Available with Spatial Analyst license.
The Point Statistics tool performs a neighborhood operation that computes an output raster where the value for each output cell is a function of the values of any input point features that fall within a specified neighborhood around that location. The function performed on the input is a statistic, such as the maximum, average, or sum of all values encountered in that neighborhood.
Conceptually, on execution, for each cell in the output raster, the algorithm determines which of the input points fall within the specified neighborhood around that cell. The particular statistic selected is applied to the values of the specified field of those points. The neighborhoods can overlap so that points located in one neighborhood around the processing cell may also be included in the neighborhood of another processing cell.
Point Statistics is similar to the Focal Statistics tool, except that it operates directly on the point features instead of on a raster. One of the advantages of operating directly on the features is that points are not lost in converting to a raster if they are too close together. Note that there are only four defined neighborhood shapes that Point Statistics can calculate the statistics for. Only with the Focal Statistics tool can custom neighborhood shapes be defined.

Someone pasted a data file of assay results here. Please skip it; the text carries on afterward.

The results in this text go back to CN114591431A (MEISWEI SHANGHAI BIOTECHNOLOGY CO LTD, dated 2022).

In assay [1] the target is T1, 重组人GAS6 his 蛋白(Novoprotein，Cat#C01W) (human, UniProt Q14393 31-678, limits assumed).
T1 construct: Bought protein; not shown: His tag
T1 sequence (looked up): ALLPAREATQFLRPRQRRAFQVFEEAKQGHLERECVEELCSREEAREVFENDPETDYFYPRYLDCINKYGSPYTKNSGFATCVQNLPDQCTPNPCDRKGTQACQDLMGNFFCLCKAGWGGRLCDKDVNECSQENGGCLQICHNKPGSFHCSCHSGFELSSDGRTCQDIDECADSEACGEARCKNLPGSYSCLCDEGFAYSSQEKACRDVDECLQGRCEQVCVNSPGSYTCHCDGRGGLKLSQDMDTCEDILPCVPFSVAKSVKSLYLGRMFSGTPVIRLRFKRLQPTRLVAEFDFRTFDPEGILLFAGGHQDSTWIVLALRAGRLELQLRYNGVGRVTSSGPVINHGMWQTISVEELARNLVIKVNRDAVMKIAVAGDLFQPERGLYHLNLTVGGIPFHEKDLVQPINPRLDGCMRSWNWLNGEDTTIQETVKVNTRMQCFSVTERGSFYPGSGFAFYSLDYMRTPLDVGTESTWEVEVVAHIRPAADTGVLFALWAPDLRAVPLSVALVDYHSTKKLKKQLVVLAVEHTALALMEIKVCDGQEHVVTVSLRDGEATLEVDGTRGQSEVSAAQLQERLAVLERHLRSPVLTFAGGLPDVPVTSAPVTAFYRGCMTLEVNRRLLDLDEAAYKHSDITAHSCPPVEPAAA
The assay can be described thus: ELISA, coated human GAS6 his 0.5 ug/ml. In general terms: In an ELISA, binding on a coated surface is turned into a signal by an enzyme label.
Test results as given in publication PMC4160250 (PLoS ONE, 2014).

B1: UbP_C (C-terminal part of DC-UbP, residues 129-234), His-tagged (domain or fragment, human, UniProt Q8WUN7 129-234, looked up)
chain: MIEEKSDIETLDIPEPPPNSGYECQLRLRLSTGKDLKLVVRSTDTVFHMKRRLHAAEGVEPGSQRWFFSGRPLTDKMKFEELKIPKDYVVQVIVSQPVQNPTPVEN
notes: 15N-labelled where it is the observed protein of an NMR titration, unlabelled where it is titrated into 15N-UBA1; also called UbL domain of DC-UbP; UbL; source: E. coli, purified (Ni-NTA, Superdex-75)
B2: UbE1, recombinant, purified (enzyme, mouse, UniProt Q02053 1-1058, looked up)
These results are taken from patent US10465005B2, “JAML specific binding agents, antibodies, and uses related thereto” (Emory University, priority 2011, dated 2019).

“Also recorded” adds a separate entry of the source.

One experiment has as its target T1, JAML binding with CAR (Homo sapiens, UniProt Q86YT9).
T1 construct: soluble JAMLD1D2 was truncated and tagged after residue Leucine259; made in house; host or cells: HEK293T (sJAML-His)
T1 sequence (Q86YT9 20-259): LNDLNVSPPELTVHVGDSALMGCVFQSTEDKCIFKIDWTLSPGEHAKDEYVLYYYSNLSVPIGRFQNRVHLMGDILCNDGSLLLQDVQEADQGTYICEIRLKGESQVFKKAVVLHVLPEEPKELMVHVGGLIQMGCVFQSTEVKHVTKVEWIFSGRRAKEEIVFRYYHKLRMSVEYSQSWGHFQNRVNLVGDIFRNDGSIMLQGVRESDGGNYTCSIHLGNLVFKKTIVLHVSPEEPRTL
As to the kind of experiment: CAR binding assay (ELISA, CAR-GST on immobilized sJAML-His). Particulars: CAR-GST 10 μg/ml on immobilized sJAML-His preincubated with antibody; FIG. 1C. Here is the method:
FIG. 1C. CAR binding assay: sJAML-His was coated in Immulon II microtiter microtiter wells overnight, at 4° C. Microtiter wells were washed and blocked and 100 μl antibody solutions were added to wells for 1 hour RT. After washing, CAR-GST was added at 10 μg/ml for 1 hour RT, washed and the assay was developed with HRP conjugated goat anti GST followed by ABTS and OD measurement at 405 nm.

Here the neighborhood processing for Point Statistics calculating a Sum statistic will be demonstrated, considering an input with 11 points that have field values 1, 2, and 3. The neighborhood to be used is a 3 by 3 rectangle.
For each cell in the output raster, the neighborhood window determines which of the input points are to be considered in the calculation of the statistic for the output cell value. The result of that calculation is recorded in the processing cell, then the operation proceeds to the next cell. The scan proceeds until all of the output cells have a value.
To better illustrate this, the following graphic demonstrates how the values in the third row of the output raster are calculated. Since the Sum is the type of statistic operation selected, the values of all the points that fall within a particular neighborhood window will be added together:
The resulting output raster for this example would be:
The neighborhood shapes are annulus, circle, rectangle, and wedge. Each shape is defined by several parameters, as illustrated below:
The default neighborhood is a square with width and height of three cell units.